Tuesday 12 November 2019 / 7:11 AM Rebecca Long Bailey

New government documents reveal Conservatives u-turn on fracking

Documents sneaked out by the government last week reveal that fracking applications will continue to be “considered on their own merits,” contradicting Tory claims to have introduced a “ban” on fracking.

The document, a government response to a consultation on loosening fracking regulations, reaffirms the government’s commitment to a “faster” process for reviewing fracking applications and will reinforce fears of local campaigners and environmental groups that the Tories intend to continue the practice after the election campaign finishes.

Released on November 4th, only two days after the government announced it would introduce a moratorium (a temporary prohibition) on fracking, the document also hints at future changes to the law that would allow frackers to “drill at will”.

It says that proposals to give frackers “Permitted Development Rights” – which would allow drilling to take place without planning permission – have “considerable merit” and may be adopted in future, while conceding that they cannot be brought forward immediately due to public opposition.

Permitted Development Rights have previously been described by green and community groups as “drill at will” powers, which would make fracking “as easy as building a conservatory.”

The document’s pro-fracking language echoes that of Energy Secretary Andrea Leadsom, who last week described fracking as a “huge opportunity” and the announced moratorium as a “disappointment”.

The government has already received heavy criticism for downgrading its proposed ban to a “moratorium”, and then again to a “temporary pause”. These documents downgrade the commitment further to a “presumption” which will not preclude the government from considering or giving the green light to new fracking applications.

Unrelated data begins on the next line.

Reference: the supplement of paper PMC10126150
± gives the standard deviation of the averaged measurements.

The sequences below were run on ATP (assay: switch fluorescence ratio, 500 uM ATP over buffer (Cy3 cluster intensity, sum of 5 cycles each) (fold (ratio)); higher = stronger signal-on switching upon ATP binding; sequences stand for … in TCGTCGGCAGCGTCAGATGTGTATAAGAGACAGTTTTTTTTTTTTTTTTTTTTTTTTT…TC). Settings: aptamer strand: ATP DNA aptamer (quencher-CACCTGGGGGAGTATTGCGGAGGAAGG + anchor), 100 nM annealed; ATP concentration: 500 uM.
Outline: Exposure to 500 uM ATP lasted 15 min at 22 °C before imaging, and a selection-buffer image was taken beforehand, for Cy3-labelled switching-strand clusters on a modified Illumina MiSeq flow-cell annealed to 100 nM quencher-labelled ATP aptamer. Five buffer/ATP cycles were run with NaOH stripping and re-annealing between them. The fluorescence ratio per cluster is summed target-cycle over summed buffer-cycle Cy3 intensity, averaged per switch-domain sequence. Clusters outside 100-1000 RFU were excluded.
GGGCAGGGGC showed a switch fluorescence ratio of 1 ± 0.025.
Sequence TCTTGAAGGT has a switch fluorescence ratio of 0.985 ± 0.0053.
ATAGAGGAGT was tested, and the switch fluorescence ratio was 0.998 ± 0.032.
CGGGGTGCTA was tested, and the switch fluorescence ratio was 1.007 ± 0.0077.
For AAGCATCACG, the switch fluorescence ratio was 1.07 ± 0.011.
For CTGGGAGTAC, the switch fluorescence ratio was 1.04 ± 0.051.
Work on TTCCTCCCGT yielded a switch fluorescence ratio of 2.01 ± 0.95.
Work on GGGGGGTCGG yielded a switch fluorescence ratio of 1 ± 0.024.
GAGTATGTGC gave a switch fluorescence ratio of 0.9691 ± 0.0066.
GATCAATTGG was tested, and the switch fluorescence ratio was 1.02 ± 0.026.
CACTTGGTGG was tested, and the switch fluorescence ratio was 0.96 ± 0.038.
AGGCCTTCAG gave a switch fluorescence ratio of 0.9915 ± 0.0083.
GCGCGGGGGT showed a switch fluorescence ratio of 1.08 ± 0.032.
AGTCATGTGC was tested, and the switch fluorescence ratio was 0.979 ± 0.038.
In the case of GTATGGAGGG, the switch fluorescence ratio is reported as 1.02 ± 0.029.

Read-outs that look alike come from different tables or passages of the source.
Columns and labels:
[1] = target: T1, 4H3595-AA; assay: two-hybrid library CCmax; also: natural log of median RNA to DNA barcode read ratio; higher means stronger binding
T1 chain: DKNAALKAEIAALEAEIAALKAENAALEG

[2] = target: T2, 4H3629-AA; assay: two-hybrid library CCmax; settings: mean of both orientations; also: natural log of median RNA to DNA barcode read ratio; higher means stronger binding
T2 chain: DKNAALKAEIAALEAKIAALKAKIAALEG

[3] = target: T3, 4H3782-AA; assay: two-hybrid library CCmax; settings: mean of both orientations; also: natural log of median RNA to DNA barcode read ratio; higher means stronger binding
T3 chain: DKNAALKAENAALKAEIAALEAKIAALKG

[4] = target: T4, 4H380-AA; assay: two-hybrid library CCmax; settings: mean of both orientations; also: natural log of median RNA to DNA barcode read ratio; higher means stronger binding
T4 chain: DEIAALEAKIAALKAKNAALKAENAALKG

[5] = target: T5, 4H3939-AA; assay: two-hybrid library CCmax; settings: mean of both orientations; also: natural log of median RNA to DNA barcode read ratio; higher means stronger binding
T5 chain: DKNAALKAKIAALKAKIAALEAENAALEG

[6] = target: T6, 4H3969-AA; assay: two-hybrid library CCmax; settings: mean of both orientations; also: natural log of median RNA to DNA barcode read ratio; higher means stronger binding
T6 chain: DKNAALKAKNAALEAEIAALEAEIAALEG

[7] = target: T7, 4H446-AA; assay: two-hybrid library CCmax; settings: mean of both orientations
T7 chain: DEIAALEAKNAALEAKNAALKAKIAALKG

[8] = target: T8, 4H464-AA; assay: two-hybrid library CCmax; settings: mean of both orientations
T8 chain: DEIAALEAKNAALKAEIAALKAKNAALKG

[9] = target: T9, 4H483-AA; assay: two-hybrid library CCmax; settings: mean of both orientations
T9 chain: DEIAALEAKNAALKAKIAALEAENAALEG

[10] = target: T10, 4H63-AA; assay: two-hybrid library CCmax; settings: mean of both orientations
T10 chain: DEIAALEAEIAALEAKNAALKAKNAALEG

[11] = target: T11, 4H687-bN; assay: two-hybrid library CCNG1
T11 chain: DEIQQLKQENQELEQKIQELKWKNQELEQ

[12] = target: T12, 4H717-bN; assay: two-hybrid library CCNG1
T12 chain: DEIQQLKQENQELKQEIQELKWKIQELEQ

The Tory manifesto is being written by a lobbyist who works for fracking firms, raising further concerns about the close relationship between the industry and government. Last year Tory minister Claire Perry was forced to apologise following revelations that she had held a secret meeting with fracking firms including Cuadrilla.

Commenting on the u-turn, Shadow Secretary for BEIS, Rebecca Long Bailey said:

“You can’t trust a word the Tories say on fracking. In just over a week their policy has evolved from a “ban” to a “temporary pause” and now, seemingly, an extreme “frack-at-will” policy imported from Trump’s USA.

“Communities have fought back hard against the Tories’ efforts to force through dangerous fracking in their backyards. After years of the Tories cooking the evidence and ignoring court rulings on fracking, they won’t be taken in by a phoney ban.

“A Labour government will ban on fracking.”